It looks like you're using an Ad Blocker.

Please white-list or disable in your ad-blocking tool.

Thank you.


Some features of ATS will be disabled while you continue to use an ad-blocker.


Cassiterite : An example of an African problem

page: 1

log in


posted on Jul, 2 2005 @ 01:14 PM
As usual, I don't know if this is in the right place, but here goes anyway...

There was a great piece on Channel 4 news in the UK the other night, telling of war in Eastern Congo and how it was related to the mining of Cassiterite, which is basically Tin ore. Since Japan and Western nations banned the use of Lead, Tin is now used within electronic components, and as a result, it’s price on the world market has shot up. Tin is apparently now the most traded metal within the London market.

Heres a piece of Cassiterite -

Centred around Walikale, in Eastern Congo, large deposits of Cassiterite are first mined and transported by locals, then shipped by air to dealers residing in local African towns, from where it is sold onto the world market for a hefty price. As you can imagine, the areas containing the mines are highly sought after, with five different armies having had control, at one time or another, over the last five years!

I must say, the mines themselves were not like any mine I have visited. Basically, what you had was a bit of a clearing in the forest, with a hole in the ground full of frantic young men wielding everything from sticks to pick-axes. It did seem to be a bit of a free for all. All the while, soldiers were milling about, just generally keeping an eye on things. The film then went on to show local ‘porters’ carrying 50kg bags full of rocks, on their backs, through the forest for two days. For this, the local lad they were tailing got £5! As the reporter said, it all seemed a far cry from the glamour of the electronics industry.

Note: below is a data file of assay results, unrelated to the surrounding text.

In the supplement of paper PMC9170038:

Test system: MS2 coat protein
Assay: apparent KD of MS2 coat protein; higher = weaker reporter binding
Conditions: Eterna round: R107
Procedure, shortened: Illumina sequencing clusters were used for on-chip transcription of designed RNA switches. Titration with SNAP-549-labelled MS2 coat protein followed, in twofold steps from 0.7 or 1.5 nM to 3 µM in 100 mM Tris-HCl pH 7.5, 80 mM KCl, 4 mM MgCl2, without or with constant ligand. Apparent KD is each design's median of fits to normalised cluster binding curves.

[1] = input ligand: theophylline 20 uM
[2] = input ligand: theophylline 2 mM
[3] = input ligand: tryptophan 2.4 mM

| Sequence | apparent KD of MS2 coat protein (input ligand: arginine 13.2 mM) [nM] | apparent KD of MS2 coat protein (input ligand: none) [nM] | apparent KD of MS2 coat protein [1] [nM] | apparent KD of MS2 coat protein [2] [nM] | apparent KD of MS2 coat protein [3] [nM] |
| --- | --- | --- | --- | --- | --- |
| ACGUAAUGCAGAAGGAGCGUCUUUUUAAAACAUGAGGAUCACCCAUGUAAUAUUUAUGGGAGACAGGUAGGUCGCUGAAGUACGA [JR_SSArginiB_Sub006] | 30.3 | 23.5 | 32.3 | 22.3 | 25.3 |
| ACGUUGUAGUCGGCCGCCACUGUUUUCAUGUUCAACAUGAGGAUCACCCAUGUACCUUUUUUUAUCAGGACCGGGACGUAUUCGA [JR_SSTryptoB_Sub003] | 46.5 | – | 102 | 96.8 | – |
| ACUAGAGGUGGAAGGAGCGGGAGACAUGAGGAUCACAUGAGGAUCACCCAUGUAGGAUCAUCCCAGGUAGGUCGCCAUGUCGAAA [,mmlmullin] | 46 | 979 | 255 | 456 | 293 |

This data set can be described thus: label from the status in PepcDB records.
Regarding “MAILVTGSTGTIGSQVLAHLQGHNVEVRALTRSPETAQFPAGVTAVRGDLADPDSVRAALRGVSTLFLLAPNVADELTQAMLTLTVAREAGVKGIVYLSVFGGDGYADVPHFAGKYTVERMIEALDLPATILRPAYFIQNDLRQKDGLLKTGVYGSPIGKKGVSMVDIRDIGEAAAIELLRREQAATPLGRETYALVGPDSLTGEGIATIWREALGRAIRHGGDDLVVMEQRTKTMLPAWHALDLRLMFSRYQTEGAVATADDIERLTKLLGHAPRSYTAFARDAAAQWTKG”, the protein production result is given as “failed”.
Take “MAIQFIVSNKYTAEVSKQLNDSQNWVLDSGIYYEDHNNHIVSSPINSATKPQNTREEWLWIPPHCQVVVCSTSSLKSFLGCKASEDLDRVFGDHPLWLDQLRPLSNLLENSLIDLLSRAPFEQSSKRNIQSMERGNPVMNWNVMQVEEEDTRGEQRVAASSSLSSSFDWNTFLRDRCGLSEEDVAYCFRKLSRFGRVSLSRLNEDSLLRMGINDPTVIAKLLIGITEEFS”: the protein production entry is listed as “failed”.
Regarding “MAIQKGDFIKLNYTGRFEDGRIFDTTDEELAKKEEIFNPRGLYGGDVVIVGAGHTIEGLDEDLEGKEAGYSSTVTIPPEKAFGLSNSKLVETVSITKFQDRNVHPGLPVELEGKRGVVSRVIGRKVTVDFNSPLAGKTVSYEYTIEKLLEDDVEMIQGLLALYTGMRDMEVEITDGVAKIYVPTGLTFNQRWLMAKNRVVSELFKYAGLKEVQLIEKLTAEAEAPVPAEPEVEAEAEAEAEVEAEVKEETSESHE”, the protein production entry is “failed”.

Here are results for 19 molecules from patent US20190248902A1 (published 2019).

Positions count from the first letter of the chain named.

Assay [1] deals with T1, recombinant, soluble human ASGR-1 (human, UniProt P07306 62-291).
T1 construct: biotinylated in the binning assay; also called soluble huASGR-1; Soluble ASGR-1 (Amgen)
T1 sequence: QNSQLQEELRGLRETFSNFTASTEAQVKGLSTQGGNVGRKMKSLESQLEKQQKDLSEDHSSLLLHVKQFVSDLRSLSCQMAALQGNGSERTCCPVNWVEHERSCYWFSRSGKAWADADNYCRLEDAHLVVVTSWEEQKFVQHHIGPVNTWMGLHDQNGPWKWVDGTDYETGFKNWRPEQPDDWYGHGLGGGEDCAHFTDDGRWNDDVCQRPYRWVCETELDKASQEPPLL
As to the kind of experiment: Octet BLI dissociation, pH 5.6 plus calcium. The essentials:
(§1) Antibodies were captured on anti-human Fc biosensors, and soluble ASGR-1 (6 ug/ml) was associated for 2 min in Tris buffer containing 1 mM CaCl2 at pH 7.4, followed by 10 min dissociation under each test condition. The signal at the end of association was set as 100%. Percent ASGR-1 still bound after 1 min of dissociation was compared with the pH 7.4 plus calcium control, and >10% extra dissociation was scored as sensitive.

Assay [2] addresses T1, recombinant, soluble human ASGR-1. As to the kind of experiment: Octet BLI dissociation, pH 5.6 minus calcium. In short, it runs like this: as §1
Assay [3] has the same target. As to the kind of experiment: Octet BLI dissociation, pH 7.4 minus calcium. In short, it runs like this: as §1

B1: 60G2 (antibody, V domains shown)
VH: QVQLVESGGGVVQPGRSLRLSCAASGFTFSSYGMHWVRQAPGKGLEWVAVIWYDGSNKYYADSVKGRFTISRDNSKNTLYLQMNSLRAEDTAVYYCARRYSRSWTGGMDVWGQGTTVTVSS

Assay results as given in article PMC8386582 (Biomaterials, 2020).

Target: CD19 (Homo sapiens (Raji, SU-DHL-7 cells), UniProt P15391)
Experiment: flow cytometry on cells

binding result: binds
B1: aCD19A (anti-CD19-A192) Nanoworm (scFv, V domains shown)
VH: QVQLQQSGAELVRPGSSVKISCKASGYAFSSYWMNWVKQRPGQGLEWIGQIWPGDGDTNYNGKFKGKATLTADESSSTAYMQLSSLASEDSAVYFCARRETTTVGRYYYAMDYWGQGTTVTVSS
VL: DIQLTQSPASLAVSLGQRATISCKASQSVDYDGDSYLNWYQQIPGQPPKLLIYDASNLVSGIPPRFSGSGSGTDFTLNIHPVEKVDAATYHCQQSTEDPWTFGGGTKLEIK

(Only Walikale image I could find. As you can see, the infrastructure is not exactly conducive to the easy and fast transportation of the raw material.)

Now, it would be very easy here to say that the Rich World is perpetuating the misery by exploiting the locals and supplying money, via trade, for arms to be bought. My point, however, is that it is not a Rich Nation that controls the source of the raw materials. A local, African, agent must be dealt with in order to acquire the goods desired. It is as true now as it was 200 years ago.

Surely the African agent must bear some moral responsibility for what has occurred, and for what is occurring now.

More Info

posted on Jul, 3 2005 @ 04:04 PM
They gots ta get paid some how. At least they are not shooting each other for this material as they are in Sierra Leone and other places. Like I said before, these people need to help themselves.

new topics

log in